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Thursday, Nov 27, 2014
Lifestyle Stories

Use care when transporting, cooking chicken


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Q: I just heard something about a salmonella outbreak around grocery store chickens in Florida. Do we need to stop eating chicken again? For how long? Why isn’t it in the news?

Answer: Florida has been part of an ongoing salmonella outbreak since the end of last year. However, the four people in Florida got sick in October, and there have not been any more cases here since then.

People are still getting sick in other states though, as recently as last month. Most of the illnesses are on the West Coast. The cases are all linked to rotisserie chicken of the Foster Farms brand. Whole chickens, chicken salad, soup and leg quarters of the rotisserie chickens were all found to have the same kind of salmonella. Most were sold by Costco. All of the chicken has been recalled. Still, if you have any of that brand frozen since last year, don’t use it. Return it to the store.

All chicken might be carrying salmonella, but that’s not a reason to stop eating it. Handle and cook it properly, and all the bacteria will be killed. In summer heat, it’s more important than ever to handle chicken safely. Keep it chilled. Carry chicken home from the store in an iced cooler and refrigerate it right away. Thaw frozen chicken in the refrigerator. Keep raw meats, especially chicken, separated from the other foods in your grocery cart, in the bags as you carry it home, and in the refrigerator.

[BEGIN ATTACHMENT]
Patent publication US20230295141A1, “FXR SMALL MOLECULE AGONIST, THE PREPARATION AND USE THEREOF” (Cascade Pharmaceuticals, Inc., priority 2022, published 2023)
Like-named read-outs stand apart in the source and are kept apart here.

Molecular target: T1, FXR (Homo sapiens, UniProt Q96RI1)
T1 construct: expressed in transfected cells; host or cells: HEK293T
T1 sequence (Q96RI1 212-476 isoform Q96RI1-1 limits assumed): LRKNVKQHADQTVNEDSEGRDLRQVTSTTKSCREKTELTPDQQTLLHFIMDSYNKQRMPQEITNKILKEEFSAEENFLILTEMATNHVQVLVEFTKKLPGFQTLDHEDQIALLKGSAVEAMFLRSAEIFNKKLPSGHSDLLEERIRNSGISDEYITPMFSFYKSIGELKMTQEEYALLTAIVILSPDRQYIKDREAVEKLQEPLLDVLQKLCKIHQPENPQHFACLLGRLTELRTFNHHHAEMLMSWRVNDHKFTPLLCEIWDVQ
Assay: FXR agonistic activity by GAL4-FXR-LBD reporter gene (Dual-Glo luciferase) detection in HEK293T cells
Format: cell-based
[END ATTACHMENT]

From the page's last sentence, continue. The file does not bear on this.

Do NOT wash chicken before you cook it! That only splashes bacteria around your kitchen. Use a thermometer when you cook chicken. The thickest part of the meat (not bone) must reach 165 degrees to be safe. Digital thermometers read more quickly than dials, but either works.

Use two plates and sets of utensils for cooking or grilling chicken: one for the raw items and one for the cooked. Chill cooked chicken quickly. When the temperature is 90 degrees, it will be safe for only one hour at room temperature. Reheat cooked chicken to 165 degrees, too. Wash your hands often, and have a healthy, fun summer!

Mary A. Keith, a licensed dietitian and health agent at Hillsborough County Extension, can be reached at mkeith@ufl.edu.

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